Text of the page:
Genetic diversity of the honey bee at the colony level has been shown to play a key role in colony fitness and overall health. Increased colony diversity is associated with lower disease intensity, increased disease resistance, greater workforce productivity, and thermoregulation stability (Mattila and Seeley 2010; Hughes et al., 2008; Seeley and Tarpy, 2007; Jones et al., 2004; Tarpy 2003). Unfortunately, the importation and founder events associated with the establishment of honey bees in the U.S., coupled with the current queen production methods, represent a series of genetic bottlenecks that have reduced honey bee genetic diversity at the population level. These bottlenecks include: the limited size of founding populations introduced into North America; mite-mediated reduction of North American honey bee populations and elimination of feral sources of genetic variation; and annual commercial production of queens from a small number of queen mothers (Schiff and Sheppard, 1995; Delaney et al., 2009; Seeley, 2007). The U.S. Honey Bee Act (1922) established restrictions on the importation of honey bees into the United States, resulting in over 90 years of domestic bee breeding without the incorporation of significant new genetic material. Only with the exception by the United States Department of Agriculture (USDA) can honey bees be imported for experimental or scientific purposes (Public Law 94-319).
Recent improvements in the long-term storage and cryopreservation of honey bee semen has led to the successful instrumental insemination of honey bee queens. As permitted by APHIS and USDA, the Sheppard Lab has been involved in the collection of Old World germplasm since 2008, and its experimental use in breeding has been underway over the last few years. The suplementation of Old World cryopreserved germplasm in a select few U.S. queen producers is currently underway as a means to increase genitive diversity of their populations.
Microsatellites can be used to assess genetic diversity within and among honey bee populations (Delaney et al., 2009; Bourgeois et al., 2008; Shaibi et al., 2008; Solignac et al., 2003). Based on previous research findings, it is hypothesized that honey bees in the New World will be less genetically divers than Old World populations, and thus, could provide additional genetic diversity for long-term sustainable U.S. honey bee breeding efforts.
To perform a comprehensive analysis of the genetic diversity of Old and New World honey bee populations and develop an outreach plan to communicate these findings, three main objectives were addressed over the course of this project.
Objective 1. Assess the genetic diversity of honey bee populations from a representative sampling of Old World honey bee subspecies sampled from their native range and compare this to “strains” currently available in the United States:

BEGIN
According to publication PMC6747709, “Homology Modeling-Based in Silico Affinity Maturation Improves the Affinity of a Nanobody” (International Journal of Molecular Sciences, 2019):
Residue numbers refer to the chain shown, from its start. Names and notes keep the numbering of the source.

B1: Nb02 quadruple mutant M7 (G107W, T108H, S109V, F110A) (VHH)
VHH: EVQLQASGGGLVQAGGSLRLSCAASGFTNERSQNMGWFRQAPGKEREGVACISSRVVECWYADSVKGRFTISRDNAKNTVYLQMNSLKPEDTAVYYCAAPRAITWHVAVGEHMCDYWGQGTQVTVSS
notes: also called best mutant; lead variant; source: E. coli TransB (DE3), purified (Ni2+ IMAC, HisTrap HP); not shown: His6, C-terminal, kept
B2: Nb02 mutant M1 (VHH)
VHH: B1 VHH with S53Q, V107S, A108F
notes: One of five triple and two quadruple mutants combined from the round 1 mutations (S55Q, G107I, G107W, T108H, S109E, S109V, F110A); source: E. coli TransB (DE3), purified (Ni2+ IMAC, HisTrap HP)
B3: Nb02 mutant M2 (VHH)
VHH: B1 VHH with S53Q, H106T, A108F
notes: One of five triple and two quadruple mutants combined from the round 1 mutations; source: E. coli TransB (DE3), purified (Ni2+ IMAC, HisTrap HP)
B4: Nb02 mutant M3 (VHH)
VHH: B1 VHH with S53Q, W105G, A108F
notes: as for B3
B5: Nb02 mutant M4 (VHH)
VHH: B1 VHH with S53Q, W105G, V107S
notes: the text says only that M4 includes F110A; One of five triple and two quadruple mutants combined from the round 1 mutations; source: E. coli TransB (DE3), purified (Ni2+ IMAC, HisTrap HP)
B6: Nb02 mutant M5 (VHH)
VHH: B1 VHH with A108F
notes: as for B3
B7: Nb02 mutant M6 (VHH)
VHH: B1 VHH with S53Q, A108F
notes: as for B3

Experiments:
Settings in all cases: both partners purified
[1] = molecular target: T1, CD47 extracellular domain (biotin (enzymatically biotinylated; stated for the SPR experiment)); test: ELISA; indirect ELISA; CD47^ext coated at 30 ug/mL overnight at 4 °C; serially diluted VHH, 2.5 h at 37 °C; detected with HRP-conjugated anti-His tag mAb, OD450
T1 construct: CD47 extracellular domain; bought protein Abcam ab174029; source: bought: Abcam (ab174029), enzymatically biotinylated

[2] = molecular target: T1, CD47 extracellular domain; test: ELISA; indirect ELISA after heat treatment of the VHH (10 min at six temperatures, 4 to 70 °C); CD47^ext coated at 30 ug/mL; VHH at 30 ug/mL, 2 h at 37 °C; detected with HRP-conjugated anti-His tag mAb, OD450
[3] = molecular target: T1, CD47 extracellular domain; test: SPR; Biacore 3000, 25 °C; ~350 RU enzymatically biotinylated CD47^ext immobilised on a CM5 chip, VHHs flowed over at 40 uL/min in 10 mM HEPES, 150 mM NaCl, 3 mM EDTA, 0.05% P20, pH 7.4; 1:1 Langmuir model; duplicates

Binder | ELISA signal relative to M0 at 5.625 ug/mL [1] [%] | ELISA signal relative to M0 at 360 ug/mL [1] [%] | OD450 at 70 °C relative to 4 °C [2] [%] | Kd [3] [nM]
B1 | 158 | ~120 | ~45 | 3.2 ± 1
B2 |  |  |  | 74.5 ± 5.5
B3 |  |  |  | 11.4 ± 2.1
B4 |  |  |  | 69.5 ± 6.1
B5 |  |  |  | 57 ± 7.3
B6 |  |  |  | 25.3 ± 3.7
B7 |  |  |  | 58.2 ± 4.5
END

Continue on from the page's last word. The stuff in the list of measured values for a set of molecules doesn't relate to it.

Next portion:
The genetic diversity of three Old World subspecies (A. m. ligustica, A. m. carnica, and A. m. caucasica) originating from Italy, Slovenia, Georgia, and Turkey were assessed using microsatellite analysis. These subspecies are a realistic representation of what was originally brought to and established here in the U.S. To analyze U.S. populations, honey bee samples from major commercial queen production operations in California and Hawaii were assessed in addition to several feral populations.
Objective 2. Assess the genetic diversity of New World honey bees spanning three decades and following recent germplasm releases on commercially available queens:
Honey bee samples from several major commercial queen production operations in California and Hawaii were sampled in 2015. Previous estimates of genetic diversity in commercial stock by Delaney et al. (2009) used samples collected from 1993-1994 and 2004-2005. Specifically, queen producer populations sampled in 2015 (QP 2015) will be compared to those used by Delaney et al. (2009) in 2004 (QP 2004) and 1994 (QP 1994) to determine if there has been a change in allele frequency over time. Additionally, as permitted by APHIS, several California commercial queen producers have incorporated Old World germplasm into their breeding programs in recent years. Therefore, samples from 2015 include both queen producers who have incorporated Old World germplasm into their breeding programs compared to those that have not. These two populations will also be compared as a means to evaluate the impact of germplasm releases on genetic diversity and sustainable bee breeding.
Objective 3. Bring awareness to the genetic diversity of honey bees and its importance in sustainable agriculture and beekeeping practices:
We will distribute our findings through our extension program, local and national meetings, WSU workshops and beekeeping short courses, and publication via peer-reviewed journals and interviews and fact sheets.